Many people are under the impression that the use of cellphones is the main cause of distracted driving accidents on America’s roadways. But, further investigation finds there are a number of activities and circumstances that result in driving while distracted, and the growing number of serious motor vehicle accidents show the problem is growing.
The term ‘distracted driving’ can involve all types of situations:
- Talking or interacting with other passengers in your car
- Fixing your hair or applying makeup
- Eating or drinking
- Using your GPS navigation system
- Adjusting your radio settings
- Talking on your phone
- Smoking a cigarette
By The Numbers: Serious Injury and Fatality Stats Increased by Distracted Driving
According to statistics compiled by Distraction.gov, the number of people utilizing some sort of handheld electronic device while behind the wheel increased from 1.7% in 2013 to 2.2% in 2014. Another study by the National Highway Traffic Safety Administration, (NHTSA), points out that younger drivers between the ages of 16 and 24 have been observed using some type of electronic device while driving more frequently than older drivers.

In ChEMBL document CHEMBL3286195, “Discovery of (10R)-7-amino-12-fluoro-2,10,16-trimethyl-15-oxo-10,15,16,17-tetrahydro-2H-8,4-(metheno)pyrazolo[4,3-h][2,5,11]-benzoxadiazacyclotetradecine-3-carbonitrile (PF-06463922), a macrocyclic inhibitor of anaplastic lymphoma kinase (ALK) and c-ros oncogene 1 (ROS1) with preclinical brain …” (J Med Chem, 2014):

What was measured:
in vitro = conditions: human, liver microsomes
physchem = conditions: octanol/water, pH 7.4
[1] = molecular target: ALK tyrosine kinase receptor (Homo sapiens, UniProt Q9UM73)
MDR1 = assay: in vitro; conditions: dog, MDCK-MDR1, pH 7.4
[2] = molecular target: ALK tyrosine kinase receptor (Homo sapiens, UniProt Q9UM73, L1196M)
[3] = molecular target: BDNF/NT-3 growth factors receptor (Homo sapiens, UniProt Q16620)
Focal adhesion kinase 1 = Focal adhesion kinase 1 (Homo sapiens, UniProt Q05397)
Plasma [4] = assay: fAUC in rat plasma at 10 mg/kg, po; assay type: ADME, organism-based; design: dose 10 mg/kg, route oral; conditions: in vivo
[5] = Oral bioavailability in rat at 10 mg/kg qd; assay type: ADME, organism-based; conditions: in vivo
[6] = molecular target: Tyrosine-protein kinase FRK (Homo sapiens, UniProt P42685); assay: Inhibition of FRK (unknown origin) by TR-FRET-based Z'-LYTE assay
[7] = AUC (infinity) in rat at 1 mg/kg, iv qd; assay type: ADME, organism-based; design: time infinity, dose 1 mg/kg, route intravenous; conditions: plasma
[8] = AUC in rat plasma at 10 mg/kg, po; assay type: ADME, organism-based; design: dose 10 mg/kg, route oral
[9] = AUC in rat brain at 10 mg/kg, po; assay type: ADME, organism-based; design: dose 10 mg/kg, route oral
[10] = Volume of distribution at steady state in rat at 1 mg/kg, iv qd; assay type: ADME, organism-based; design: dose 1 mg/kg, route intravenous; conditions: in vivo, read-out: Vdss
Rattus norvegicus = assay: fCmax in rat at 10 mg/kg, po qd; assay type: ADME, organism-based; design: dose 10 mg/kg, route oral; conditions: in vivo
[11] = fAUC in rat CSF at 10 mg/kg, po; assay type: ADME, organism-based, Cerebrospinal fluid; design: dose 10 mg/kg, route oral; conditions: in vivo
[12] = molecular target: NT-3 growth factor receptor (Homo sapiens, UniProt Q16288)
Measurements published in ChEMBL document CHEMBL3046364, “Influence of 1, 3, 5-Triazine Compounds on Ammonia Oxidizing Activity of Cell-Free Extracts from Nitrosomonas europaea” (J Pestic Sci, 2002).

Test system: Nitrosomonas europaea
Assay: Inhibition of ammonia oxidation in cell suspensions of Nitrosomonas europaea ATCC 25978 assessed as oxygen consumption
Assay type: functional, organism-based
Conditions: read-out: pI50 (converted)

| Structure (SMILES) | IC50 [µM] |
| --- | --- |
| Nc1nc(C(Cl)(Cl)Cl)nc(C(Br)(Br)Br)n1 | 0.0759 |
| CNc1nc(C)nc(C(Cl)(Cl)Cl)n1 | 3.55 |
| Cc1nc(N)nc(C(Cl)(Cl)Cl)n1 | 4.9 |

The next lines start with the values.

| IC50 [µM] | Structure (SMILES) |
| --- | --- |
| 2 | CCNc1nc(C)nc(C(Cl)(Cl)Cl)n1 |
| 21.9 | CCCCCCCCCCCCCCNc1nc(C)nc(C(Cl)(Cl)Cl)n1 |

These stats are only a few that illustrate the tragic effects of serious car, motorcycle, commercial truck and even bicycle accidents caused by distraction that result in permanent physical injury and even death.
Here are a few more things you may not know about distracted driving:
- 3,179 people lost their lives in distracted driving accidents in 2014
- 431,000 were left with serious injuries that same year
- 33% of surveyed drivers in an insurance company study admitted to texting while driving